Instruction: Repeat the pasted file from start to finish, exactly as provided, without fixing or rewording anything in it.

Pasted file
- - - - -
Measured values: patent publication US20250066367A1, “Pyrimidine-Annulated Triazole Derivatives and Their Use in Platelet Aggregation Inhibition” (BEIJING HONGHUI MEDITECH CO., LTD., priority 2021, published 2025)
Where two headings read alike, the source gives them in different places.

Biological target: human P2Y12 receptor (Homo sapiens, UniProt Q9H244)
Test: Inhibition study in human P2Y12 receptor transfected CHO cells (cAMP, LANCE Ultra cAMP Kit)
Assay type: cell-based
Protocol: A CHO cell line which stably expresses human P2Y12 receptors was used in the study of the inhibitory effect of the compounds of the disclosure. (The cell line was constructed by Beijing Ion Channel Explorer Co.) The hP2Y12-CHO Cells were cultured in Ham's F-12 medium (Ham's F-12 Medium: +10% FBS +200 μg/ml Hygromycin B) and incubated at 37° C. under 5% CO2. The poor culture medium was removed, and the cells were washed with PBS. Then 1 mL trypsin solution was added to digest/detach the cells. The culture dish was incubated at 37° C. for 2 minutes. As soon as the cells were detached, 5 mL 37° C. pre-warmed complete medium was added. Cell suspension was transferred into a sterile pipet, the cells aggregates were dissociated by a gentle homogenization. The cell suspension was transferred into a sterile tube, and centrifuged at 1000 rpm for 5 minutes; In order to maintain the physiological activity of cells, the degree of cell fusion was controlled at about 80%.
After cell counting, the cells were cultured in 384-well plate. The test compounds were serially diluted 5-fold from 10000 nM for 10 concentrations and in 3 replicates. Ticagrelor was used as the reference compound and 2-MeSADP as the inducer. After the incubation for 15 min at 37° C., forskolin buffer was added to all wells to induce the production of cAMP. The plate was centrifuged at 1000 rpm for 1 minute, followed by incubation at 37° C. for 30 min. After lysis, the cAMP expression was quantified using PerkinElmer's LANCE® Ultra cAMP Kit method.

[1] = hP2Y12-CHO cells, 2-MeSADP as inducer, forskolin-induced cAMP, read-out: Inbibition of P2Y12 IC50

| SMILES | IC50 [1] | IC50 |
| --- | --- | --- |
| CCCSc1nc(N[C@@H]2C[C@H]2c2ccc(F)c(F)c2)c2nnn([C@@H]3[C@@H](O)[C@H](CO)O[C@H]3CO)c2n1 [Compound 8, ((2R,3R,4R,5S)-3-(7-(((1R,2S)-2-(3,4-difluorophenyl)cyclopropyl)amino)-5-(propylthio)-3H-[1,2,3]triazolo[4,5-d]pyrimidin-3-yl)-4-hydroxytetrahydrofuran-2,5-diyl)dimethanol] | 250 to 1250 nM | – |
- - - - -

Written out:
Measured values: patent publication US20250066367A1, “Pyrimidine-Annulated Triazole Derivatives and Their Use in Platelet Aggregation Inhibition” (BEIJING HONGHUI MEDITECH CO., LTD., priority 2021, published 2025)
Where two headings read alike, the source gives them in different places.

Biological target: human P2Y12 receptor (Homo sapiens, UniProt Q9H244)
Test: Inhibition study in human P2Y12 receptor transfected CHO cells (cAMP, LANCE Ultra cAMP Kit)
Assay type: cell-based
Protocol: A CHO cell line which stably expresses human P2Y12 receptors was used in the study of the inhibitory effect of the compounds of the disclosure. (The cell line was constructed by Beijing Ion Channel Explorer Co.) The hP2Y12-CHO Cells were cultured in Ham's F-12 medium (Ham's F-12 Medium: +10% FBS +200 μg/ml Hygromycin B) and incubated at 37° C. under 5% CO2. The poor culture medium was removed, and the cells were washed with PBS. Then 1 mL trypsin solution was added to digest/detach the cells. The culture dish was incubated at 37° C. for 2 minutes. As soon as the cells were detached, 5 mL 37° C. pre-warmed complete medium was added. Cell suspension was transferred into a sterile pipet, the cells aggregates were dissociated by a gentle homogenization. The cell suspension was transferred into a sterile tube, and centrifuged at 1000 rpm for 5 minutes; In order to maintain the physiological activity of cells, the degree of cell fusion was controlled at about 80%.
After cell counting, the cells were cultured in 384-well plate. The test compounds were serially diluted 5-fold from 10000 nM for 10 concentrations and in 3 replicates. Ticagrelor was used as the reference compound and 2-MeSADP as the inducer. After the incubation for 15 min at 37° C., forskolin buffer was added to all wells to induce the production of cAMP. The plate was centrifuged at 1000 rpm for 1 minute, followed by incubation at 37° C. for 30 min. After lysis, the cAMP expression was quantified using PerkinElmer's LANCE® Ultra cAMP Kit method.

[1] = hP2Y12-CHO cells, 2-MeSADP as inducer, forskolin-induced cAMP, read-out: Inbibition of P2Y12 IC50

| SMILES | IC50 [1] | IC50 |
| --- | --- | --- |
| CCCSc1nc(N[C@@H]2C[C@H]2c2ccc(F)c(F)c2)c2nnn([C@@H]3[C@@H](O)[C@H](CO)O[C@H]3CO)c2n1 [Compound 8, ((2R,3R,4R,5S)-3-(7-(((1R,2S)-2-(3,4-difluorophenyl)cyclopropyl)amino)-5-(propylthio)-3H-[1,2,3]triazolo[4,5-d]pyrimidin-3-yl)-4-hydroxytetrahydrofuran-2,5-diyl)dimethanol] | 250 to 1250 nM | – |